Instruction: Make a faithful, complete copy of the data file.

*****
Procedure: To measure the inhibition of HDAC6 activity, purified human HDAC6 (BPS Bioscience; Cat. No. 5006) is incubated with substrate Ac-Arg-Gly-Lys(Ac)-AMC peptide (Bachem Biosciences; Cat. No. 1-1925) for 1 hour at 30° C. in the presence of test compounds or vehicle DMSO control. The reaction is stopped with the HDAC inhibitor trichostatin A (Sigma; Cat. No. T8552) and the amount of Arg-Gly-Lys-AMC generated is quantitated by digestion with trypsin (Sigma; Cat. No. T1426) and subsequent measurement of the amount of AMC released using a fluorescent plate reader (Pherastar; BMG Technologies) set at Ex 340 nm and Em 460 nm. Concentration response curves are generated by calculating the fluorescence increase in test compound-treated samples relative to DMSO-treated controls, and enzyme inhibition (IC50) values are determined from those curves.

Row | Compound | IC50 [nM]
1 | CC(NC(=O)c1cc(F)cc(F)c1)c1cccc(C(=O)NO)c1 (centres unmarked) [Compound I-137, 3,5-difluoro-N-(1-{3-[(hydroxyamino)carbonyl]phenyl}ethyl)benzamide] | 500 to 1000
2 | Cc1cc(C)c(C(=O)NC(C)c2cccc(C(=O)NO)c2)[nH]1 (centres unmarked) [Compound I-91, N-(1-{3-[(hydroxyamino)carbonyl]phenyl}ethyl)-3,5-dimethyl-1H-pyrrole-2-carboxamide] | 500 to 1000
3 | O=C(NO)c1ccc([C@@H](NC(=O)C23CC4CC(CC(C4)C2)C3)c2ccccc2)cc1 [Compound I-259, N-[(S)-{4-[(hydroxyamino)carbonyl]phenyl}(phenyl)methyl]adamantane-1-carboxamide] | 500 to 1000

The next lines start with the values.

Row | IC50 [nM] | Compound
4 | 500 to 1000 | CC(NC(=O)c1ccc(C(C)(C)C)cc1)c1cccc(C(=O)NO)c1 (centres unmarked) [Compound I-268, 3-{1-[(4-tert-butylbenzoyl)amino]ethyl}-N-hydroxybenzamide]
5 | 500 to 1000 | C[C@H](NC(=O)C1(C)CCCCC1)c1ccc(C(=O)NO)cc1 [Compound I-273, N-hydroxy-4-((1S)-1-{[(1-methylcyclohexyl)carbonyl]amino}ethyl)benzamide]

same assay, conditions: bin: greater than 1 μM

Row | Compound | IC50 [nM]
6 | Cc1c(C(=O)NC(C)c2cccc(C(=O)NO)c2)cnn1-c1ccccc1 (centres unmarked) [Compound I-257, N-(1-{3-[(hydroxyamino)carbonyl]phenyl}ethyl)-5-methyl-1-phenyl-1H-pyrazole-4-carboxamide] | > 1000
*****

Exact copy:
Procedure: To measure the inhibition of HDAC6 activity, purified human HDAC6 (BPS Bioscience; Cat. No. 5006) is incubated with substrate Ac-Arg-Gly-Lys(Ac)-AMC peptide (Bachem Biosciences; Cat. No. 1-1925) for 1 hour at 30° C. in the presence of test compounds or vehicle DMSO control. The reaction is stopped with the HDAC inhibitor trichostatin A (Sigma; Cat. No. T8552) and the amount of Arg-Gly-Lys-AMC generated is quantitated by digestion with trypsin (Sigma; Cat. No. T1426) and subsequent measurement of the amount of AMC released using a fluorescent plate reader (Pherastar; BMG Technologies) set at Ex 340 nm and Em 460 nm. Concentration response curves are generated by calculating the fluorescence increase in test compound-treated samples relative to DMSO-treated controls, and enzyme inhibition (IC50) values are determined from those curves.

Row | Compound | IC50 [nM]
1 | CC(NC(=O)c1cc(F)cc(F)c1)c1cccc(C(=O)NO)c1 (centres unmarked) [Compound I-137, 3,5-difluoro-N-(1-{3-[(hydroxyamino)carbonyl]phenyl}ethyl)benzamide] | 500 to 1000
2 | Cc1cc(C)c(C(=O)NC(C)c2cccc(C(=O)NO)c2)[nH]1 (centres unmarked) [Compound I-91, N-(1-{3-[(hydroxyamino)carbonyl]phenyl}ethyl)-3,5-dimethyl-1H-pyrrole-2-carboxamide] | 500 to 1000
3 | O=C(NO)c1ccc([C@@H](NC(=O)C23CC4CC(CC(C4)C2)C3)c2ccccc2)cc1 [Compound I-259, N-[(S)-{4-[(hydroxyamino)carbonyl]phenyl}(phenyl)methyl]adamantane-1-carboxamide] | 500 to 1000

The next lines start with the values.

Row | IC50 [nM] | Compound
4 | 500 to 1000 | CC(NC(=O)c1ccc(C(C)(C)C)cc1)c1cccc(C(=O)NO)c1 (centres unmarked) [Compound I-268, 3-{1-[(4-tert-butylbenzoyl)amino]ethyl}-N-hydroxybenzamide]
5 | 500 to 1000 | C[C@H](NC(=O)C1(C)CCCCC1)c1ccc(C(=O)NO)cc1 [Compound I-273, N-hydroxy-4-((1S)-1-{[(1-methylcyclohexyl)carbonyl]amino}ethyl)benzamide]

same assay, conditions: bin: greater than 1 μM

Row | Compound | IC50 [nM]
6 | Cc1c(C(=O)NC(C)c2cccc(C(=O)NO)c2)cnn1-c1ccccc1 (centres unmarked) [Compound I-257, N-(1-{3-[(hydroxyamino)carbonyl]phenyl}ethyl)-5-methyl-1-phenyl-1H-pyrazole-4-carboxamide] | > 1000